The Devolution Forum
The Devolution Forum is a multi-sectoral alliance of like-minded networks, organizations and individuals united for the promotion and protection of Devolution and its implementation as enshrined in the Constitution of Kenya, 2010. Through TDF, CSOs are able to champion for the protection of devolved governance from undue interference and to collaborate with likeminded institutions and governments (national and county) to make the implementation of devolution people-centred.
Kenya is currently five years into a new Constitutional regime, and two years into the roll out of the devolved framework, both of which emphasize participation of the people. It is therefore imperative that we critically reflect and interrogate the status of public participation.
The Constitution of Kenya, 2010 raises the standard on public involvement, decision-making, policy formulation and lays the basis for the development of a policy framework on citizen participation. Key provisions pertaining to this include: Article 1 which vests all sovereign power in the people of Kenya. Public participation is further implied in several other provisions among them, Articles 10, 129 and 132 which provide for the participation of the people in the execution of law and in policy making. The Constitution has therefore opened a new space for the public and for the exercise of popular sovereignty through legislative activity in as set out in Articles 118,119 and 196 where public participation in the legislative and other business of Parliament, County Assembly and its Committees is now guaranteed. Article 35 secures the right to information. As relates to Public Finance and Participation, Chapter 12 and Article 201(a) provides for openness and accountability, including public participation in financial matters.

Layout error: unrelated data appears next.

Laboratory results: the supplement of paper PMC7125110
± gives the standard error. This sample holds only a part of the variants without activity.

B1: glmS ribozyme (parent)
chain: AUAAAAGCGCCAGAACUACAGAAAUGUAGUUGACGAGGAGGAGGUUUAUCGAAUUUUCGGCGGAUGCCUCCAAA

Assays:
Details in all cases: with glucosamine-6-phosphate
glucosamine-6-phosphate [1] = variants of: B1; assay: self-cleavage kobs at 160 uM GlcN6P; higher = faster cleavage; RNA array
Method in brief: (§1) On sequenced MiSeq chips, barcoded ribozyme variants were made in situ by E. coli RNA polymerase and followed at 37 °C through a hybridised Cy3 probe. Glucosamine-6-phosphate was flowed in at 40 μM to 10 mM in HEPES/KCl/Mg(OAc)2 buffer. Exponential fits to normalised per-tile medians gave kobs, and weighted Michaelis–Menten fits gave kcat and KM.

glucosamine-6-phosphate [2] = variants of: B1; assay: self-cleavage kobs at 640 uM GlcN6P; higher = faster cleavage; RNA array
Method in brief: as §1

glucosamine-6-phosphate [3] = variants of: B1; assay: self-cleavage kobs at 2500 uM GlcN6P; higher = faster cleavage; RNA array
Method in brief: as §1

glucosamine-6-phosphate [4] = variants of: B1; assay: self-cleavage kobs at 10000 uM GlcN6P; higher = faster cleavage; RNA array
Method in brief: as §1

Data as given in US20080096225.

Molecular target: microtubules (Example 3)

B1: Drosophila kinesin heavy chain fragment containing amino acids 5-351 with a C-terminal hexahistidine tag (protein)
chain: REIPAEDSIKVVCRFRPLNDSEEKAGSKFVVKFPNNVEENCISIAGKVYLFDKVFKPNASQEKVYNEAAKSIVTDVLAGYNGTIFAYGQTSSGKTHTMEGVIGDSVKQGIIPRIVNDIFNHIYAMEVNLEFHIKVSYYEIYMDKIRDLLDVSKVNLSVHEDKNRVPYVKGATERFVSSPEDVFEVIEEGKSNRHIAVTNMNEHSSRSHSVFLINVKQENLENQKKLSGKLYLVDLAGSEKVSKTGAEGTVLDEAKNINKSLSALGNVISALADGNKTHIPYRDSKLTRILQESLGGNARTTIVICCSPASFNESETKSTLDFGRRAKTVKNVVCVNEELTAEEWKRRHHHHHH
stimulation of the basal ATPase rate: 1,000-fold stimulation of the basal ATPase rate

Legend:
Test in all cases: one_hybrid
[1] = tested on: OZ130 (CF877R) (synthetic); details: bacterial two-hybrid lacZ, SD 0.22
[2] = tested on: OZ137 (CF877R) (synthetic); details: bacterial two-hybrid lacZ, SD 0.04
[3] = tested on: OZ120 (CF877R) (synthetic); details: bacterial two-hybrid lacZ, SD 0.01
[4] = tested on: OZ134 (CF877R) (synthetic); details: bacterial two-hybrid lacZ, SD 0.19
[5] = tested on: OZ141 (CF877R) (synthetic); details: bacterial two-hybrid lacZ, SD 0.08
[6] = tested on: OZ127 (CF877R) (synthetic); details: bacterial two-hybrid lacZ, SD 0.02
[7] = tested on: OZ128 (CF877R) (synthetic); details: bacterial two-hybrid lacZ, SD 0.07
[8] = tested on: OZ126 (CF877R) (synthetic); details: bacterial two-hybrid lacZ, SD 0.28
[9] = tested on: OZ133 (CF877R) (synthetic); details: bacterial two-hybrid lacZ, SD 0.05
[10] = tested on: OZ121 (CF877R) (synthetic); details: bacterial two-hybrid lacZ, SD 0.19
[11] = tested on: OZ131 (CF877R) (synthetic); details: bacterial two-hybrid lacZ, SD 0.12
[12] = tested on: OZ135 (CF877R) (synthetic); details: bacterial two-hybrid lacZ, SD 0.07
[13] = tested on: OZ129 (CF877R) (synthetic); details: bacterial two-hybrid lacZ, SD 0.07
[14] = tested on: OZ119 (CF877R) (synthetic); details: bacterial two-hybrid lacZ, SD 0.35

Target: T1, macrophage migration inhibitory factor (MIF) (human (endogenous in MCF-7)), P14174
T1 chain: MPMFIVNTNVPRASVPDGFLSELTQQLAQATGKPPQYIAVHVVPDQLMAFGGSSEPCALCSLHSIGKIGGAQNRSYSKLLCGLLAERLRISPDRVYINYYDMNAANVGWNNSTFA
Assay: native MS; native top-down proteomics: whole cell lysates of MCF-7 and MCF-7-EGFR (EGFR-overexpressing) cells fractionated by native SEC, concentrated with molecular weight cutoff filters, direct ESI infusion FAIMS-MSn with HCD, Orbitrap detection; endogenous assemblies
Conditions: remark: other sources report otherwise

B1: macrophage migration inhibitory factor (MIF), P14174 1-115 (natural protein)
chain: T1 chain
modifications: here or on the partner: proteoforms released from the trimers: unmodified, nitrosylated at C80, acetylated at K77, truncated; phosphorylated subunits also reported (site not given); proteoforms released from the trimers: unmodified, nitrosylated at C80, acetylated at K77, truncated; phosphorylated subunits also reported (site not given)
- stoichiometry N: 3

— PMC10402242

Public participation, both as a right and a duty, is therefore anchored in the Constitution as well as various laws on devolution. However, without a robust policy framework and county laws on the same to provide guidance on the modalities and structures for Kenyans to participate in public affairs, the process cannot be said to be effective or efficient as yet.
These gaps prompted judicial intervention in the form of interpretation of what constitutes proper public consultation and participation. The court sitting in Murang’a and Kiambu Counties prescribed the basic threshold to be met for true and meaningful to be said to have taken place e.g. minimum duration of notice, manner of publicizing public fora, the requirement for prior information on the matter to be deliberated upon etc.